The Immerse Virtual Reality Headset is a product you’ll find at The Sharper Image for $39.99, and it appears there are several re-branded or similar versions of it on Amazon as well. It allows you to view stereoscopically separated 3D content while blocking out light.
It fits most smartphones with 3.2-5.7″ screens, has adjustable eyepieces and lenses, and is basically a fancier version of Google Cardboard when you get right down to it. You can slap in a wired headset and run the audio out the side.
The adjustable straps allow you to keep it on your head securely.
Some of the product claims
I had a little problem with the claims of this product, figured I’d address them here. One of these claims is “The 3-D content roars to life with an ultrawide field of vision, plus 360° head tracking that follows your every movement.” I’d say no on both points.
The Immerse VR Headset is plastic and glass. The way the thing is stated tends to indicate that the headset will somehow report your movement to a smartphone, which it will not. They’re using a fairly loose claim for tracking, which means to follow. If it’s on your head it won’t impede your head turning all the way around. Your neck breaking might, but this won’t.
The field of vision is fairly limited. This isn’t a failing of this product so much as you’re dealing with half the resolution of your phone. It’s sort of like an old 4×3 TV. there’s no ultra-widing this.
“Wireless 3-D headset turns your smartphone into a 3-D movie screen” – yes, it’s wireless, like a solo cup or a peanut butter and jelly sandwich is wireless. We use the term “wireless” these days to indicate something has Bluetooth or WiFi or can transmit data without wires, not that something like a tree doesn’t have them.
Oh it’s wireless and has 360 degree head tracking? Must be worth it!
My first problem with using this came with the power and volume buttons being on the side of my phone. The up or down volume was always getting mashed, and if I changed the direction of the phone all three buttons were getting mashed, which ends up restarting the phone.
There were three stick on rubber studs included with the product and not referenced anywhere. I plopped them into position where they would keep the arms from pressing down on the volume and this seemed to work for positioning.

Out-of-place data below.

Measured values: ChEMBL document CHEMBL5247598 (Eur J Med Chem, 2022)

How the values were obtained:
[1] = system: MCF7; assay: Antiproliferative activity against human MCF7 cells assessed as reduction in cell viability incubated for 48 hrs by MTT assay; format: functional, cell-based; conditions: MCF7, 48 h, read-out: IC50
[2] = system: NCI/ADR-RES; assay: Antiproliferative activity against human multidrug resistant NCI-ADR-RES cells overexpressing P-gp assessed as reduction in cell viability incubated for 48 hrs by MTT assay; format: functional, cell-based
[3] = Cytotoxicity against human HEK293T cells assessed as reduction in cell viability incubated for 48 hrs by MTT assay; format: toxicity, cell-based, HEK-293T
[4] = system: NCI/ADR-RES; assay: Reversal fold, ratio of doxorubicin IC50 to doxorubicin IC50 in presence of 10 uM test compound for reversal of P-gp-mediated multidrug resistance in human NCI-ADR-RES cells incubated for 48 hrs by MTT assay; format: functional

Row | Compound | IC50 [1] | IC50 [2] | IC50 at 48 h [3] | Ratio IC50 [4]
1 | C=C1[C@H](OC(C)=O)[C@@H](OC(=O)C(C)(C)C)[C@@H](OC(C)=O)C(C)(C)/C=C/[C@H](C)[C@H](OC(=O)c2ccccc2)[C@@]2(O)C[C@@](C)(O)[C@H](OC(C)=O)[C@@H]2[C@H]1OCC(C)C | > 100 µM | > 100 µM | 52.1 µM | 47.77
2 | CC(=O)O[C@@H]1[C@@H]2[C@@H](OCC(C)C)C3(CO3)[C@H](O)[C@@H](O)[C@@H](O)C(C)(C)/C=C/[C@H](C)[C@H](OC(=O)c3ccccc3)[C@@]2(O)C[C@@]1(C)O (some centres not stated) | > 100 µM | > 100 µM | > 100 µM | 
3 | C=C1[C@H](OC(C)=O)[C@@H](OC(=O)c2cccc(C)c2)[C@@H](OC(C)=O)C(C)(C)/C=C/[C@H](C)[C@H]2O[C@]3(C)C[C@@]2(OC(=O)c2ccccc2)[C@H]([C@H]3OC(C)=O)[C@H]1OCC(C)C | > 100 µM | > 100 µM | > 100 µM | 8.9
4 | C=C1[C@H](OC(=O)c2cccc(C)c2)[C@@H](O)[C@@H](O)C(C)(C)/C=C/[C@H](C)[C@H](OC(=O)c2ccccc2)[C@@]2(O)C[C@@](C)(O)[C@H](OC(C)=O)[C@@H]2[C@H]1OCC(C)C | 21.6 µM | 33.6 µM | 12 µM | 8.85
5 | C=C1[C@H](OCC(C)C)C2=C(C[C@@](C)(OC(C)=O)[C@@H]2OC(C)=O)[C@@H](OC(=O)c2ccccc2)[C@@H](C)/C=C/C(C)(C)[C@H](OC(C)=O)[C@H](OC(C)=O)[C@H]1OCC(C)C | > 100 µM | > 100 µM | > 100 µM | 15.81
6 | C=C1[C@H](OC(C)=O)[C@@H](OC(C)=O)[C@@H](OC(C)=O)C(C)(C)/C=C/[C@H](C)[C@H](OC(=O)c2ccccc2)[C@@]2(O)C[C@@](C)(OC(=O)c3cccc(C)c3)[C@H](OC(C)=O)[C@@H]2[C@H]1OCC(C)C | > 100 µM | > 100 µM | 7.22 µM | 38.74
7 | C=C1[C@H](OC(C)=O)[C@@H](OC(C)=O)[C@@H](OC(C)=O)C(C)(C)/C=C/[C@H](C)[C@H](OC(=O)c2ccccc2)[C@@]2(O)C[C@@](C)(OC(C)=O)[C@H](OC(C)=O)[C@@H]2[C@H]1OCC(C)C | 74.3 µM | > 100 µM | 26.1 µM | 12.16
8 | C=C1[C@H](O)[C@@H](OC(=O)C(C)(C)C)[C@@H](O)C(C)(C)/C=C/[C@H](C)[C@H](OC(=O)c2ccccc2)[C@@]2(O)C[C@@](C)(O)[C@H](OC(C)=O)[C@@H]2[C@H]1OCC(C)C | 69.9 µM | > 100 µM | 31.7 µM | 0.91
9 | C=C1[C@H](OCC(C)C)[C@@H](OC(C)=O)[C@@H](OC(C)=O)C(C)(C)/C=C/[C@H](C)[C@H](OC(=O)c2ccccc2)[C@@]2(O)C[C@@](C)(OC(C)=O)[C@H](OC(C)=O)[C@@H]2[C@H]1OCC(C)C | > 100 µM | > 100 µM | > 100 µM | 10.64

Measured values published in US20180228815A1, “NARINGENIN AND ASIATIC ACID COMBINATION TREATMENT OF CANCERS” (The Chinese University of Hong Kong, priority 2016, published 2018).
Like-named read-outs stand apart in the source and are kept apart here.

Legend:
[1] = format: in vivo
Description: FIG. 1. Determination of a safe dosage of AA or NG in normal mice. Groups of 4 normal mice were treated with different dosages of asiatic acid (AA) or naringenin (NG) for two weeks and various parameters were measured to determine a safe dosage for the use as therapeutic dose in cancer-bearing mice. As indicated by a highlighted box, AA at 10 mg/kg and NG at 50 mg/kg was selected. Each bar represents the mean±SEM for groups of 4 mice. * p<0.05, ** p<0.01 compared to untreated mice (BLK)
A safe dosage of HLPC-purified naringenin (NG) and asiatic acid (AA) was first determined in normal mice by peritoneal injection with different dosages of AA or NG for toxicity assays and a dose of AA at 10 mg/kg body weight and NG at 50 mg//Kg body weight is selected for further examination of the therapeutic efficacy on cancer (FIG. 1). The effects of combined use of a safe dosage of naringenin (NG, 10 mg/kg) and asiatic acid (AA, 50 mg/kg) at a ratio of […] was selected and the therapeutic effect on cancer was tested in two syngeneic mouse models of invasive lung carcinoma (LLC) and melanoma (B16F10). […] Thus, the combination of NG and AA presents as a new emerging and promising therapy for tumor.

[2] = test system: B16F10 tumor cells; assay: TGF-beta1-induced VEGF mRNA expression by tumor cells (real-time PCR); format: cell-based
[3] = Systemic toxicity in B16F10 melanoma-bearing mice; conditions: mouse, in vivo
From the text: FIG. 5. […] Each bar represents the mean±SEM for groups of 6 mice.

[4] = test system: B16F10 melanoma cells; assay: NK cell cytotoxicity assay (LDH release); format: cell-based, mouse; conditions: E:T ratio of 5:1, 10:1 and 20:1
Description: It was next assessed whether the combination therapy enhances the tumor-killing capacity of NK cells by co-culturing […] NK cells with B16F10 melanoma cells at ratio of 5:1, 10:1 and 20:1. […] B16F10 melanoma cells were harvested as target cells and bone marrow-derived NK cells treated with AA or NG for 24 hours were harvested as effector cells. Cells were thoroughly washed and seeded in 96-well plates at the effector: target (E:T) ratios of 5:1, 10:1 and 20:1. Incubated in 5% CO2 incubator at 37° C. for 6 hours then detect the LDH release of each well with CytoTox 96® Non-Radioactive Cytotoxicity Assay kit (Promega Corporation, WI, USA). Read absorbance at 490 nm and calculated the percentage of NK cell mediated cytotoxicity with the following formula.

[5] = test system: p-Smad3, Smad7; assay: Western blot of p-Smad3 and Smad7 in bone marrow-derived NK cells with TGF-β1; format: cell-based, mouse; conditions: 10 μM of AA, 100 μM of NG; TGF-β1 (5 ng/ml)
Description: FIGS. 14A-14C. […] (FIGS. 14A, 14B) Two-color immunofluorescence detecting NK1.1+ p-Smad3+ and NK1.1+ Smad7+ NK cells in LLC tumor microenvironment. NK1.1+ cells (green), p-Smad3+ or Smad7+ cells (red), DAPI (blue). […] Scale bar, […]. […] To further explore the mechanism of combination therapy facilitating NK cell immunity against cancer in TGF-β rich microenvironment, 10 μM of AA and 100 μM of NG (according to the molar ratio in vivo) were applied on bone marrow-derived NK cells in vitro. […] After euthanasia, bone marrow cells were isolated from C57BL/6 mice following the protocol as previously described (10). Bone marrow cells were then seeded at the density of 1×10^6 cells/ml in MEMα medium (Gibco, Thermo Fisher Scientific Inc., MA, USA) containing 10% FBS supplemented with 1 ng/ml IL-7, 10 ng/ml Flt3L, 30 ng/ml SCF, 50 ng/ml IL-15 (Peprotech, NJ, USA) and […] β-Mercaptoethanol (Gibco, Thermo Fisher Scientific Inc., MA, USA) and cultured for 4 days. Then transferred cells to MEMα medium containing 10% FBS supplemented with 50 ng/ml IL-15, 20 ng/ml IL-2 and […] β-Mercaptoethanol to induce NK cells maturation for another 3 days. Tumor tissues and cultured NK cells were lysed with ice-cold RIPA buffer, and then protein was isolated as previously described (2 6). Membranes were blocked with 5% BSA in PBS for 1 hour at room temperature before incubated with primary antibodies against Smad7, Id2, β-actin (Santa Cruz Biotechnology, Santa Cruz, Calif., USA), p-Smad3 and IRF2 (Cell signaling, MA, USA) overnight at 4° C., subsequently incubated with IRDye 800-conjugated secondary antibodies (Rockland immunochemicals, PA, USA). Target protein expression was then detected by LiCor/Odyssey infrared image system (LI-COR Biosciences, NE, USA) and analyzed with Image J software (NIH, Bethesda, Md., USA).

Now came the content – there’s no software included with this or even a link to anything you can use it with – I went to YouTube and searched for 3D SBS videos, and found some. My first video was eye shattering… as in my eyes felt like they were going to bleed. I popped the thing off, adjusted the straps, got the lenses into the right position and tried tried again.
Everything was blurry. I started rotating the lenses (these eventually screw out) which it said to do if the image was not clear. The blur didn’t go away, but the image did get a little sharper and I also poked myself in the eye. The lenses aren’t designed to be easily rotated while you’re wearing the headset, so you have to pop it off, rotate, pop on, repeat.
After a while I had a headache, decided to pop the phone out and adjust each eye using a receipt I had. I noticed the receipt was blurry too. The lenses which I’d just pulled off a protective coating fifteen minutes ago were smudged all to hell.
Odd, thought I. I hadn’t touched them that I recalled. Luckily there’s a cleaning cloth included, I gave them a wipe down, wiped down the phone, and slapped it back on. And the image was smudged up again.
Due to the tightness of the strap, evidently my eyebrows were running across it. Clean it again, loosen the strap up to the loosest possible setting, try try again.
This time the image is clear of smudges, but it’s out of focus. Twist, twist, twist and after a while get it almost right. There’s no focusing image included with the headset, which would make this significantly easier.
I’m actually a little unclear on why we have a glass focusing ring on these. Seems like it would be significantly easier to just have the empty space. Would also eliminate smudging. Scratch that, you can’t focus that close. Nevermind.
Also every time I adjusted the rotation of the lenses, the eyepieces would move left or right requiring me to re-adjust to my non-beedy eyes. A screw-down locking mechanism would have been much appreciated.
It also lays on the bridge of my nose as they used plastic to separate left and right. They could have used foam there or pretty much nothing. It would probably have worked as well and not caused the headset to ride my nose.
If you take out the phone and close the item up and look through it you’d hope you’d see the abyss, but what you see instead is a little light shining from the headphone ports on the side, and some light coming in from the top. While it’s not enough to be annoying, you shouldn’t see it.
After a while of watching videos I noticed I felt like I was watching a very very dark and then bright video. The automatic brightness on my phone was going up and down as light on the screen was reflected back into the sensor. This was alleviated by turning off automatic brightness and setting it to static.
It works, $40 is a lot to pay for it though. You can find them at The Sharper Image